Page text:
Events That Might Change the Outlook

    Possible events in the next eight months that could change the most likely scenario.



    Further increase in fuel prices

    Prices for petroleum products could eventually lead to higher prices for staple foods and reduced imported food access for poor households.

     Major rainfall disruptions in the east and west

    Given the gaps in agricultural production that the country has experienced over the years, excess and/or deficient rainfall could impact the next crop cycle during the growing seasons and exacerbate already-precarious agricultural conditions.

    Ituri, North Kivu, Sout Kivu

    Total victory of the national army over the armed groups and significant surrender among multiple armed groups

    Pooling forces with EAC armies could facilitate the success of the current military operations, help reduce numbers among several armed groups, and promote a massive return of populations to their places of origin. The return of households would promote the resumption of agricultural activities and other livelihoods.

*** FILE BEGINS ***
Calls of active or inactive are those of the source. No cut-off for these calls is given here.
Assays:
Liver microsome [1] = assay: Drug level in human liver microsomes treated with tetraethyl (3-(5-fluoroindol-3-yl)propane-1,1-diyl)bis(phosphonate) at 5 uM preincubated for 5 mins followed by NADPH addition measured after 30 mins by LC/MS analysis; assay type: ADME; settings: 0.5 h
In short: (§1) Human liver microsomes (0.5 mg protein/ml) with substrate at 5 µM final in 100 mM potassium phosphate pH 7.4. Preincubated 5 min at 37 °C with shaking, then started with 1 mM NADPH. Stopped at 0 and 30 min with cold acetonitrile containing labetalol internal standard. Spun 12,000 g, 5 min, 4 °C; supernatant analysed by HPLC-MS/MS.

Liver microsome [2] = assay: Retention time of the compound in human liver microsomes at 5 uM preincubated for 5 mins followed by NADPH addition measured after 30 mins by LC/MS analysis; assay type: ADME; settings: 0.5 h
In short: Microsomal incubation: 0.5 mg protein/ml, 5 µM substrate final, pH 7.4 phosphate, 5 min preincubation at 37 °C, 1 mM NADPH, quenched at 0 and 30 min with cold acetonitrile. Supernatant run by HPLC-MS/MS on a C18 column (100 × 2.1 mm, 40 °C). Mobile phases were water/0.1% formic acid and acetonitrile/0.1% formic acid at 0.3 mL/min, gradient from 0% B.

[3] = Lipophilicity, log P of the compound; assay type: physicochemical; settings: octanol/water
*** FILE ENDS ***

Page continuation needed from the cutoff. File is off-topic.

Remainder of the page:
North Kivu and South Kivu

    Worsened Ebola epidemic in Uganda

    With the Ebola virus declared an epidemic in neighboring Uganda in September 2022, a worsening situation could result in the closure of borders with other countries. In this case, the cross-border flow and the availability of products to markets, as well as household access to these products, could be reduced.



    Figure 1


    Source: FEWS NET

    Figure 2

    Figure 1.


    To project food security outcomes, FEWS NET develops a set of assumptions about likely events, their effects, and the probable responses of various actors. FEWS NET analyzes these assumptions in the context of current conditions and local livelihoods to arrive at a most likely scenario for the coming eight months. Learn more here.